|Posted by St. Alban's Episcopal Church on April 14, 2021 at 7:15 PM|
What a joy it was to gather with some of you in the nave for worship this past Sunday morning! It certainly was not a return to normal, but it still felt great. It was also, however, a reminder that we are still in the middle of a liminal and transitional moment in our lives and in the life of the Church. We are still in a place where there remains a significant amount of uncertainty about the future. How long will we have to continue operating under current limitations? When will we be able to open services to all comers again? When will we be able to sing in church again? When will we be able to receive Communion in both kinds again? When can we get back to normal?
All of these questions speak to a larger, over-arching question: what will be the long-term effects of the past year on how we do church? We find ourselves at one of those unexpected but inescapable inflection points. The strong tendency of human nature when confronted with a moment like this is to want to quickly get back to “the way things were”. I think, however, that we are better served by allowing ourselves some time and space to reflect and take stock before trying to return to “normal”. In his most recent book, Candles in the Dark: Faith, hope and love in a time of pandemic, Rowan Williams writes the following:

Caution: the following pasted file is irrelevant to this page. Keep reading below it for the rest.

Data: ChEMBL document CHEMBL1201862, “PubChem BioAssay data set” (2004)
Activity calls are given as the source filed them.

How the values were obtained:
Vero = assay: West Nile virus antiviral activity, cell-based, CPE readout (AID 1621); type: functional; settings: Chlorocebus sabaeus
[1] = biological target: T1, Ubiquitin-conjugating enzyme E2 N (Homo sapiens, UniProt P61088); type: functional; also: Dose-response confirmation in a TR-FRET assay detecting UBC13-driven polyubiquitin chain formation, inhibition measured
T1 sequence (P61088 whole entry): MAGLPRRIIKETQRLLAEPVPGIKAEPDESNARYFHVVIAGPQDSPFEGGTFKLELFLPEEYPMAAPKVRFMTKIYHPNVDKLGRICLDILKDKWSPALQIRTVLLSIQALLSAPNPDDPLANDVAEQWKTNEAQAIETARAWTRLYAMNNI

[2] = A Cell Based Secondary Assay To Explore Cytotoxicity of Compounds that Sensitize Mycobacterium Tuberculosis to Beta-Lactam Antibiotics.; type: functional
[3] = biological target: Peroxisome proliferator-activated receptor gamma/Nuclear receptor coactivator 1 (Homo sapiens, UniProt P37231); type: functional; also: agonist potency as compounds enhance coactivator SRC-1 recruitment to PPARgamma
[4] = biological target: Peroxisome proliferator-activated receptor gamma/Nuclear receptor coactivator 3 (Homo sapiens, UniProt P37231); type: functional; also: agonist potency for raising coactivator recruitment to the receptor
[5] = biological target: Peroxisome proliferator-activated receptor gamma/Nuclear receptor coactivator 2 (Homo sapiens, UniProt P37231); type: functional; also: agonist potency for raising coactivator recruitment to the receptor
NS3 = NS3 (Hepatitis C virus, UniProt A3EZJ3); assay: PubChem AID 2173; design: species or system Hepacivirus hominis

“A fierce clinging to what we have inherited from the past is never enough. We have to look at the new landscape and see freshly in the new setting what we remember. In the Church’s life, it’s the tightrope we tread between the amnesia that is so consumed by contemporary pressure and fashion that it never bothers to find out what the community’s memory or tradition is saying, and the equally damaging traditionalism which idealizes the entity we think we once were. Both of these refuse the really creative challenge of integrating ‘past selves’ in a fuller understanding of the present.”
We are undoubtedly facing a “new landscape” as we gradually start to return to some of our past practices of being the Church. This new landscape offers both challenge and opportunity. As we move forward into an uncertain future, my hope is that we will do so with a healthy respect for our past and a faithful openness to new possibilities, always remembering what Williams so eloquently writes: “(Christ) is contemporary with me now; and when I remember with honesty and hope, I discover that he is contemporary with what I remember, faithfully at work in my past as in my present.”
Yours in Christ,